How to Determine a Good Personal Injury Case

Most personal injury attorneys have to turn down many cases that would-be clients are sure deserve a shot. The fact is, there are legal and economic elements that must be present for an attorney to take the case, especially since most personal injury lawyers take cases on a contingency basis.

When a lawyer takes a case, with no guaranteed payment, they are taking a risk that the case will have an unsuccessful outcome, and they will not be paid. Consider your own job. Imagine if, any given month, you may not be paid because the company you work for felt their performance (not yours) that month didn't meet expectations. For this reason, attorneys have to be somewhat picky with regards to the cases they choose to represent.

What Makes a Good Case?

There are legal issues that need to be considered before an attorney will take a case. Equally important, there must be significant damages present to justify the cost of bringing a personal injury claim.

Damages: Monetary Injury Compensation

Often times, personal injury lawyers will look for significant, permanent injury to ensure the damages will be large enough to cover the costs of prosecuting the claim. Many people are surprised to learn that prosecuting a personal injury case can cost tens of thousands or even hundreds of thousands of dollars. Obviously, if the injuries are minor, it is simply not economic to pursue a personal injury claim, and your attorney should advise you of that.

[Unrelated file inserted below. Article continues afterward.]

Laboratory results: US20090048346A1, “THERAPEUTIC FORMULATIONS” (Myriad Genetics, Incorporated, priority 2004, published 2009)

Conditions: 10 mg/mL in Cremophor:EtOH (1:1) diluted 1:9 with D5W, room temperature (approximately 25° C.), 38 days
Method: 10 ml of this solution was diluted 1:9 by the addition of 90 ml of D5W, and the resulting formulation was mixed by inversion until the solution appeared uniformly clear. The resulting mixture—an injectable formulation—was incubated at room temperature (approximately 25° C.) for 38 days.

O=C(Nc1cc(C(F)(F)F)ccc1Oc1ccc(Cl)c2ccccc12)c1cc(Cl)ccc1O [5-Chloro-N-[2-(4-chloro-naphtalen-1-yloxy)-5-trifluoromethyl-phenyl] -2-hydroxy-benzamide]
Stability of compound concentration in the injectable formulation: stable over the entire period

Legal Elements of a Claim

Additionally, the legal elements of a negligence claim must be shown so that damages can be awarded through a trial, or more likely, settlement.

These elements include:

  • Duty - An attorney must prove that the liable party had a duty, or responsibility to not injure the plaintiff
  • Negligence - Negligence is a breach of the above mentioned duty. Negligence can be as simple as running a stop sign to a very complex case of medical negligence
  • Cause - It must be proven that the negligence directly caused the injury
  • Injury - Obviously, someone must have been injured, or "wronged" in order to demand compensation

Essentially, it must be possible to prove through the evidence that the liable party, through it's negligence, caused an undue injury to the victim. This is not always easy to do, and in many cases, requires expert witnesses who can cost tens of thousands of dollars.

When to Consult an Attorney

There are numerous subtleties involved in a personal injury case that are far beyond the scope of this introductory article. Ultimately, it's up to the judgement and experience of a qualified personal injury attorney to determine the validity and value of a given personal injury case.

Fortunately for those injured, most attorneys will offer a free consultation where they can listen to the details of a case, and offer people legal advice and guidance with regard to the possibility of recovering damages. Always consult an experienced injury attorney if you believe you or a loved one was harmed through the negligence of another.

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